It is through this indirect rule that the northern and southern regions of Sudan became increasingly polarized. The goal of Native Administration Policy (indirect rule policy) was to “build up a series of self-contained tribal units with structure and organization based upon indigenous customs, traditional usage and beliefs” (Heleta). However, it became so cumbersome to integrate colonial control into tribal and traditional practices that Great Britain eventually resorted to a minimalist approach to colonial activity in the region, withdrawing their influence in a way that equated to neglect. The regions were essentially sealed off from one another with the 1922 Passports and Permits Ordinance which removed all northern administers, revoked northern trader licenses, and required permits for northerners to travel to southern Sudan.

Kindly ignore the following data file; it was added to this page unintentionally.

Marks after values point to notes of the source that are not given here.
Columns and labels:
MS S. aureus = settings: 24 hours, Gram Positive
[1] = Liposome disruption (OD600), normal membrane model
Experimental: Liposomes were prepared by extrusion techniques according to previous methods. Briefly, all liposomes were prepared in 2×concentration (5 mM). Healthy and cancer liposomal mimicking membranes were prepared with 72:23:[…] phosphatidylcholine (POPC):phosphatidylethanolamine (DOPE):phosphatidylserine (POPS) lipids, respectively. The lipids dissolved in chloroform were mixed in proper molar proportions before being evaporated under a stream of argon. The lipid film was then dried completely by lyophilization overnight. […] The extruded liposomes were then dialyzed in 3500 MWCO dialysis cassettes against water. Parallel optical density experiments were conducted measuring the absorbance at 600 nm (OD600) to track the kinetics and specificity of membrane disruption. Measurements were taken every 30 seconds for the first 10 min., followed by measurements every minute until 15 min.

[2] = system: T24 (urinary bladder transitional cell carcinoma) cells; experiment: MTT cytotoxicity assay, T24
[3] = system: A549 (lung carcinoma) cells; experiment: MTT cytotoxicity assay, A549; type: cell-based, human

Great Britain’s preferential treatment of northern Sudan and its neglect of the southern region became increasingly blatant toward the end of its rule. Much of the current conflict in the region can be traced to the animosity that developed as a result of Great Britain’s reign. Further strengthening the separation between northern and southern Sudan, Great Britain established the North Sudan Advisory Council in 1943. The NSAC was a means for the British to prepare Sudan for independence, but particularly give power to northern Sudan, as the council name suggests. In fact, rather than putting a similar council in place for the governance of southern Sudan following independence (since it had essentially been treated like a separate country), the British instead encouraged and established steps for the colonization of southern Sudan by the northern Sudanese . The feelings of betrayal in southern Sudan culminated in the 1947 Juba Conference, in which the south Sudanese were informed of an irreversible decision: southern and northern Sudan constituted a single country. Additionally, southern Sudan had been excluded from the decision-making process due to their lack of political structures and organizations. Of course, the irony here is that Great Britain made little effort to establish such organizations and structures, allegedly because of the insurmountable influence of tribal traditions and customs in the southern region. Thus, the notion that the conflict over the past half-decade is solely religious or ethnic is a conclusion drawn to cover the neglect of the colonizing powers. Though there is truth in the idea that religion and ethnicity are the source of some identity-based conflict between the now separate countries, it is more so the combination of economic and political policy exacerbated by the shared territory of two disparate cultural entities.